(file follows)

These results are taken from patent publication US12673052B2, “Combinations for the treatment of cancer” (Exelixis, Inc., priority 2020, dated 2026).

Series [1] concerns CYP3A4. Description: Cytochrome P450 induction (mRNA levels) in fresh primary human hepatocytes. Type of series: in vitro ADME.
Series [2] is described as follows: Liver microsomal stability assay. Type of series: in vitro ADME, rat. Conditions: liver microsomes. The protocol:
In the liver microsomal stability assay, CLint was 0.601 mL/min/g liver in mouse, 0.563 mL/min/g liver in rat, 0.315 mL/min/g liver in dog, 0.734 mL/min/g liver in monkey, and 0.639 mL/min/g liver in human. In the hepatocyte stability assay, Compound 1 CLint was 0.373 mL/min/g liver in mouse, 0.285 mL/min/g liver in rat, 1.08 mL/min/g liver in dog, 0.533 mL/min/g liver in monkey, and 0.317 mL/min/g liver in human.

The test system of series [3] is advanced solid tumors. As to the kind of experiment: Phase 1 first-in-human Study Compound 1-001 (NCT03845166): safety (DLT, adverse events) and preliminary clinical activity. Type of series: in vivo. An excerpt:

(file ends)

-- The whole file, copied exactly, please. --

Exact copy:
These results are taken from patent publication US12673052B2, “Combinations for the treatment of cancer” (Exelixis, Inc., priority 2020, dated 2026).

Series [1] concerns CYP3A4. Description: Cytochrome P450 induction (mRNA levels) in fresh primary human hepatocytes. Type of series: in vitro ADME.
Series [2] is described as follows: Liver microsomal stability assay. Type of series: in vitro ADME, rat. Conditions: liver microsomes. The protocol:
In the liver microsomal stability assay, CLint was 0.601 mL/min/g liver in mouse, 0.563 mL/min/g liver in rat, 0.315 mL/min/g liver in dog, 0.734 mL/min/g liver in monkey, and 0.639 mL/min/g liver in human. In the hepatocyte stability assay, Compound 1 CLint was 0.373 mL/min/g liver in mouse, 0.285 mL/min/g liver in rat, 1.08 mL/min/g liver in dog, 0.533 mL/min/g liver in monkey, and 0.317 mL/min/g liver in human.

The test system of series [3] is advanced solid tumors. As to the kind of experiment: Phase 1 first-in-human Study Compound 1-001 (NCT03845166): safety (DLT, adverse events) and preliminary clinical activity. Type of series: in vivo. An excerpt: